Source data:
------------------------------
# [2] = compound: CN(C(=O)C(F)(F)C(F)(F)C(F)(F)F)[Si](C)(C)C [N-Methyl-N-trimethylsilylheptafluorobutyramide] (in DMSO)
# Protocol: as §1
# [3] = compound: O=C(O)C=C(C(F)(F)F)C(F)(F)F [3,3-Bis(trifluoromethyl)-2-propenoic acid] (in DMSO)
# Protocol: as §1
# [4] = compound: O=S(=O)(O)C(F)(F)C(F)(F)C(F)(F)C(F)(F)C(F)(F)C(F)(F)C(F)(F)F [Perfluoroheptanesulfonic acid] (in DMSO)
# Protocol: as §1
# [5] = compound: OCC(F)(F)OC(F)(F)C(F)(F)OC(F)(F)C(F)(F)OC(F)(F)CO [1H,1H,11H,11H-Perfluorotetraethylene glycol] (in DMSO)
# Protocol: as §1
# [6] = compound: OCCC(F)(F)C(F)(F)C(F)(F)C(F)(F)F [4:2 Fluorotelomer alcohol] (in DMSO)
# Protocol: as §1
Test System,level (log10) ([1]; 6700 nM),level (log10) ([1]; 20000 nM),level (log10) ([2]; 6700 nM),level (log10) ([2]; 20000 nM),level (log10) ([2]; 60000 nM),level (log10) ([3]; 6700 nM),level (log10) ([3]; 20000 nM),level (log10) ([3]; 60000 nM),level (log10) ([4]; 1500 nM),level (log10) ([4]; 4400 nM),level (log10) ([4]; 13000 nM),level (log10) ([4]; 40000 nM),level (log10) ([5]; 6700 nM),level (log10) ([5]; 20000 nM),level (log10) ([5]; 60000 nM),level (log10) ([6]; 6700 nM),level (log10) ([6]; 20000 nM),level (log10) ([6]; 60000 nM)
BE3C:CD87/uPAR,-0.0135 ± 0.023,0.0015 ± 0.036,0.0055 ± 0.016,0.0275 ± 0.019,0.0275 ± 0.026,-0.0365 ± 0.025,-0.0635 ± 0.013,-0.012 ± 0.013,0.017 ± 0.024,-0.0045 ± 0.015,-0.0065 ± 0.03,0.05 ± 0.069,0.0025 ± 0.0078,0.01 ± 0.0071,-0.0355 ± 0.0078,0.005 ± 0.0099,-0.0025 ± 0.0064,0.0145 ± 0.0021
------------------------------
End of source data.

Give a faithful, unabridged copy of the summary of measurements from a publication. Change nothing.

# [2] = compound: CN(C(=O)C(F)(F)C(F)(F)C(F)(F)F)[Si](C)(C)C [N-Methyl-N-trimethylsilylheptafluorobutyramide] (in DMSO)
# Protocol: as §1
# [3] = compound: O=C(O)C=C(C(F)(F)F)C(F)(F)F [3,3-Bis(trifluoromethyl)-2-propenoic acid] (in DMSO)
# Protocol: as §1
# [4] = compound: O=S(=O)(O)C(F)(F)C(F)(F)C(F)(F)C(F)(F)C(F)(F)C(F)(F)C(F)(F)F [Perfluoroheptanesulfonic acid] (in DMSO)
# Protocol: as §1
# [5] = compound: OCC(F)(F)OC(F)(F)C(F)(F)OC(F)(F)C(F)(F)OC(F)(F)CO [1H,1H,11H,11H-Perfluorotetraethylene glycol] (in DMSO)
# Protocol: as §1
# [6] = compound: OCCC(F)(F)C(F)(F)C(F)(F)C(F)(F)F [4:2 Fluorotelomer alcohol] (in DMSO)
# Protocol: as §1
Test System,level (log10) ([1]; 6700 nM),level (log10) ([1]; 20000 nM),level (log10) ([2]; 6700 nM),level (log10) ([2]; 20000 nM),level (log10) ([2]; 60000 nM),level (log10) ([3]; 6700 nM),level (log10) ([3]; 20000 nM),level (log10) ([3]; 60000 nM),level (log10) ([4]; 1500 nM),level (log10) ([4]; 4400 nM),level (log10) ([4]; 13000 nM),level (log10) ([4]; 40000 nM),level (log10) ([5]; 6700 nM),level (log10) ([5]; 20000 nM),level (log10) ([5]; 60000 nM),level (log10) ([6]; 6700 nM),level (log10) ([6]; 20000 nM),level (log10) ([6]; 60000 nM)
BE3C:CD87/uPAR,-0.0135 ± 0.023,0.0015 ± 0.036,0.0055 ± 0.016,0.0275 ± 0.019,0.0275 ± 0.026,-0.0365 ± 0.025,-0.0635 ± 0.013,-0.012 ± 0.013,0.017 ± 0.024,-0.0045 ± 0.015,-0.0065 ± 0.03,0.05 ± 0.069,0.0025 ± 0.0078,0.01 ± 0.0071,-0.0355 ± 0.0078,0.005 ± 0.0099,-0.0025 ± 0.0064,0.0145 ± 0.0021